Hossein Estiri. 2014. “Building and household X-factors and energy consumption at the residential sector.” Energy Economics, 43, Pp. 178–184. Publisher's VersionAbstract
Energy use in residential buildings is one of the major sources of greenhouse gas emission production from cities. Using microdata from the 2009 Residential Energy Consumption Survey (RECS), this study applies structural equation modeling to analyze the direct, indirect, and total impacts of household and building characteristics on residential energy consumption. Results demonstrate that the direct impact of household characteristics on residential energy consumption is significantly smaller than the corresponding impact from the buildings. However, accounting for the indirect impact of household characteristics on energy consumption, through choice of the housing unit characteristics, the total impact of households on energy consumption is just slightly smaller than that of buildings. Outcomes of this paper call for smart policies to incorporate housing choice processes in managing residential energy consumption.
Hossein Estiri. 2014. “Building and household X-factors and energy consumption at the residential sector.” Energy Economics, 43, Pp. 178–184. Publisher's Version
Hossein Estiri. 2014. “Building and household X-factors and energy consumption at the residential sector: a structural equation analysis of the effects of household and building characteristics on the annual energy consumption of US residential buildings.” Energy Economics, 43, Pp. 178-184.
Hossein Estiri. 2014. “The Impacts of Household Behaviors and Housing Choice on Residential Energy Consumption”.
Hossein Estiri. 2014. “The impacts of household behaviors and housing choice on residential energy consumption.” ProQuest Dissertations and Theses. Publisher's VersionAbstract
Despite efforts made in the past decade to curb excessive energy consumption and the corresponding greenhouse gas (GHG) emissions, both energy consumption and GHG emissions are expected to increase in coming years. Not only does such increasing trends epitomize the escalating, enduring human contribution to global warming, it verifies that our current policies are not working, at least not as well as expected or hoped. Globally, approximately a quarter of our total energy consumption is in the home, almost as much as in any other sector. Yet an understanding of the processes, determinants, and consequences of household energy consumption remains elusive. Conventional research on residential energy consumption has often applied linear methodologies and overwhelmingly focused on physical attributes of the housing stocks and systems. This approach, therefore, has failed: 1) to provide a coherent perspective of energy consumption processes, and 2) to account for the role of household behaviors. Accordingly, conventional energy policy has been left without the essential understanding of the phenomenon that would allow it to take effective action. To rectify issues with conventional research and policy, this research applies a non-linear and interdisciplinary approach to household energy consumption as an outcome of housing consumption and choice behaviors. Using data from the latest Residential Energy Consumption Survey, I use a set of Structural Equation Models to estimate the direct, indirect, and total effects of household and housing characteristics on energy use. Outcomes demonstrate that household characteristics have an indirect effect on energy consumption by influencing housing unit attributes, the housing choice effect on energy consumption. That is, a household's choice of housing unit has a permanent effect on the household's energy consumption, as an outcome, up until they relocate. Results of this study show that, accounting for the housing choice effects, the overall effect of household characteristics on energy consumption is almost twice as important as anticipated by conventional research. This study's findings highlight the role of housing choice and consumption behaviors in shaping residential energy consumption patterns. Energy consumption is expected to increase due to inevitable sociodemographic and economic changes. In addition to investing in improved building efficiencies and technologies, smart energy policies aimed at reducing energy consumption should promote more sustainable housing consumption behaviors and provide better housing choices.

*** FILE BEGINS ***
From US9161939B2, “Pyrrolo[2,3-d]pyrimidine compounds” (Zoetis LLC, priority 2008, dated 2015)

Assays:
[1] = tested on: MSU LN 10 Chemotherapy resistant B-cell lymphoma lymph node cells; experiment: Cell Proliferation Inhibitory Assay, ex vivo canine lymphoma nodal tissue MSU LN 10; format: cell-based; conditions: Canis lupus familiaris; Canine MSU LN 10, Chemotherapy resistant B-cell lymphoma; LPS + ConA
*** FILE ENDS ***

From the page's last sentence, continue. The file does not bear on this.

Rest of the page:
Hossein Estiri, Andy Krause, and Mehdi P. Heris. 2014. “Lifecycle, Housing Consumption, and Spatial Distribution of Households across Metropolitan Regions: Evidence from Five U.S. Metropolitan Statistical Areas.” In Population Association of America. Publisher's Version